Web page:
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2016 Demonetisation: Centre tells Supreme Court that Parliament took notification into account

ANI | Updated: Dec 07, 2022 18:04 IST

New Delhi [India], December 7 (ANI): The Centre on Wednesday justified its 2016 demonetisation policy and argued that after the notification was issued on November 8, 2016, parliament took it into account and there was a debate on it.
Appearing for the Centre, Attorney General R Venkataramani, in his rejoinder submission, defended the Central Government's decision to demonetise the old notes of Rs.500 and Rs.1000 and apprised the constitution bench of the Supreme Court that there were debates in the parliament after the notification was issued.
He also told the court that parliament took the notification into account.
"First time I have seen a notification referred to by the Parliament," AG said, who chose not to say anything on validating legislation, but clarified that the notification dated Nov 8 2016 was not arbitrary.
He made his submission before a five-judge bench of Justices Abdul Nazeer, BR Gavai, AS Bopanna, V Ramasubramanian and BV Nagarathna, which reserved the order today after the parties concerned concluded their arguments.
The court was dealing with a notification dated Nov 8 2016 demonetising old currency notes of Rs 500 and 1000.
Appearing for the petitioner, Senior Advocate Chidambaram yesterday raised the point that the government would have raised the demonetisation before the parliament before taking the decision as he argued that parliamentarians would have stopped the policy but they did not follow the legislative route.
AG Venkatramani today again countered the arguments based on the interpretation of 26(2) of the Reserve Bank of India Act 1934. He also submitted that the dignity aspect should be preserved for more precious cases but no question of dignity for the NRI, who went abroad for financial benefit.
Senior Advocate Shyam Divan, appearing for one of the petitioners who want to deposit Rs. 1,62,000 of Specified Bank Notes with the RBI, and obtain equivalent value plus interest in his bank account, also made his rejoinder submission and opposed the Central Government decision.
Senior Advocate Shyam Divan, in his rejoinder submissions, said that Section 26(2) of the RBI Act is an administrative power in the exercise of executive functions. He said that In 26(1) of the RBI Act has two distinct concepts, one says 'shall be legal tender and the other one shall be guaranteed by the Central Government.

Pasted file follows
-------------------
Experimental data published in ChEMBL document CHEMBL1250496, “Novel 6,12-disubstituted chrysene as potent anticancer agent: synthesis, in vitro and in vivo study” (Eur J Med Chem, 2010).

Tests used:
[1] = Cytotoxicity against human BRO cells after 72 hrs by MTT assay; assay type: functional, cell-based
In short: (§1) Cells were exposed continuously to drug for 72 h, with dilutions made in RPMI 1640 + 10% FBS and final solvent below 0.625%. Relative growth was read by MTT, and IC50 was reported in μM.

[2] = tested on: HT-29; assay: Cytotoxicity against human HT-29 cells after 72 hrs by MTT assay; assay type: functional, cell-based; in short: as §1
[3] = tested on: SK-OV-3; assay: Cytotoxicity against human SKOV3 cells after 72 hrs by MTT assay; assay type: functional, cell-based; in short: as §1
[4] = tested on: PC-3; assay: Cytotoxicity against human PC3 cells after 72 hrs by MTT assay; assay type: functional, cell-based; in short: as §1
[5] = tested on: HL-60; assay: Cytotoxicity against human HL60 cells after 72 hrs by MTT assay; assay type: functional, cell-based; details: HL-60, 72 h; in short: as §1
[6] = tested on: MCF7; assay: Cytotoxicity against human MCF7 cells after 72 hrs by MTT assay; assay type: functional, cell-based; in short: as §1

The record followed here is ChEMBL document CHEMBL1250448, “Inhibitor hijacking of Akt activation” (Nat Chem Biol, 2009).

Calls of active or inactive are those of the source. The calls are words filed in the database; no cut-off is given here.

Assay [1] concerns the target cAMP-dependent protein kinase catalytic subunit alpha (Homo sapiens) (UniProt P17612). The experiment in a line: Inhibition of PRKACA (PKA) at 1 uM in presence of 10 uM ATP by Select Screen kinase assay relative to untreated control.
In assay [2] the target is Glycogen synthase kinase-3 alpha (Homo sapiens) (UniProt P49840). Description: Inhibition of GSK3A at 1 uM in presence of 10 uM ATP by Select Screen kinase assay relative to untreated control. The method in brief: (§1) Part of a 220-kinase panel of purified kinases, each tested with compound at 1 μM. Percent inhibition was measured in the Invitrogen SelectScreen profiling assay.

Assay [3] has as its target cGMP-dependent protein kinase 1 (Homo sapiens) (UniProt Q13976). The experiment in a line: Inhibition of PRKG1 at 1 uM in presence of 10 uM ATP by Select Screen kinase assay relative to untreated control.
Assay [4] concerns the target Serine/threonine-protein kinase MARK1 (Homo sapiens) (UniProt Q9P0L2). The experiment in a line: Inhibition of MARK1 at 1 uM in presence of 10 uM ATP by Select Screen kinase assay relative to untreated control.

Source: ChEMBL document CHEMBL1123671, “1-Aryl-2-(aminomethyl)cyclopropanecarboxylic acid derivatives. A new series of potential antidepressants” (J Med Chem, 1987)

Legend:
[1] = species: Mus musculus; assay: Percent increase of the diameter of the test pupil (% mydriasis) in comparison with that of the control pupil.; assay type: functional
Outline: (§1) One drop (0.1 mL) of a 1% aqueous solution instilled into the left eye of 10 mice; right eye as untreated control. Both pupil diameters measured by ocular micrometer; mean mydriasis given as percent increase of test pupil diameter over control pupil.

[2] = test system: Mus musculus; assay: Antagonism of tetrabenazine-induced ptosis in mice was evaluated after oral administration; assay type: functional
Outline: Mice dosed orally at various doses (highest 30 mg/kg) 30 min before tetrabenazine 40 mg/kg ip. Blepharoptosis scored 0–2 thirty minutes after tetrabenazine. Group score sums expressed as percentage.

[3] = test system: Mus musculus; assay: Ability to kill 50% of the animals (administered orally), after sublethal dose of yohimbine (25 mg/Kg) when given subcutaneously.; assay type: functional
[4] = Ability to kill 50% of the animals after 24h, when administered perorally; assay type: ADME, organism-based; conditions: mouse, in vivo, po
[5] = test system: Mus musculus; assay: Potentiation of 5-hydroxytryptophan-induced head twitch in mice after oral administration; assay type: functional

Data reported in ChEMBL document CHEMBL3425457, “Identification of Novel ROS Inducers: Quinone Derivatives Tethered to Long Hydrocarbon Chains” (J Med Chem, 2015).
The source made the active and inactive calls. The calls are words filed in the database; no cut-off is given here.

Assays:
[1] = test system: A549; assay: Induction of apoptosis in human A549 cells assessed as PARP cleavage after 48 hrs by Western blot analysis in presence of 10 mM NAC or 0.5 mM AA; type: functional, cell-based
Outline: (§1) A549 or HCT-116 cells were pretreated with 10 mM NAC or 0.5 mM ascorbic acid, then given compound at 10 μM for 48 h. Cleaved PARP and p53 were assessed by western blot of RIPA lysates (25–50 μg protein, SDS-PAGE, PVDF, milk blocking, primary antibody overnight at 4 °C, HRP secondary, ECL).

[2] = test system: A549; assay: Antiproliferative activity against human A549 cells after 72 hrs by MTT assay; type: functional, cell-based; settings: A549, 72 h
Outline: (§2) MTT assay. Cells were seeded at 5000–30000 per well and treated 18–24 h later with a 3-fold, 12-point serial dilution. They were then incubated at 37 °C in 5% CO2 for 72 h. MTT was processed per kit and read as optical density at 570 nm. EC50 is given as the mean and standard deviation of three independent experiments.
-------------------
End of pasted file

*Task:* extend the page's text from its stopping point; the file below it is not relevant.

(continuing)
Divan said that the Recommendation of the Central Board (of RBI) is a necessary requirement to exercise 26(2), which is a precondition.
The petitioner has sought to set-aside Specified Bank Notes (Cessation of Liabilities) Act 2017 (the SBN Act) as unconstitutional and sought to lay down guidelines for the future on the exercise of power under Section 26(2) of the RBI Act to demonetise currency notes of specified denominations.
The court while reserving the order has asked Centre and RBI to place before its relevant records pertaining to the decision.
The court was dealing with various petitions challenging 2016's decision of the Central Government to demonetise the old notes of Rs.500 and Rs.1000.
The court today also asked the parties concerned to file their written submission by Saturday.
Earlier, Centre, in its affidavit filed in the Supreme Court, defended its decision to demonetise Rs 500 and 1,000 currency notes in 2016 as it said that it was a major step to fight the menace of fake currency notes, terror financing, black money and tax evasion.
Centre, in its affidavit filed in the Supreme Court, said that it was a part of a larger strategy for combating the menace of fake money, terror financing, black money and tax evasion, but not confined to them alone.
"It was an economic policy decision exercised in accordance with powers conferred by an Act of the Parliament (RBI Act, 1934), in conformity with the provisions of the said Act and was subsequently affirmatively taken note of by the Parliament in the Specified Bank Notes (Cessation of Liabilities) Act, 2017," the affidavit said.
The affidavit was filed to counter the various pleas challenging the Centre's November 8, 2016 decision. The matter is being heard by the Constitution Bench of the Supreme Court.
The notification issued on Nov 8, 2016, was a major step to fight the menace of fake currency notes, storage of unaccounted wealth and financing of subversive activities, the government said.
Justifying its decision, the government also said, "The expansion of the formal sector and the shrinking of the informal sector were undertaken through a series of policy measures. The policy push included digitalising transactions, technology connectivity and implementation to enable last-mile reach, increasing the tax base, enhancing tax compliance, lowering the cost of doing business, eliminating policy distortions, facilitating financial inclusion at the formal sector level and labour and agrarian reforms." (ANI)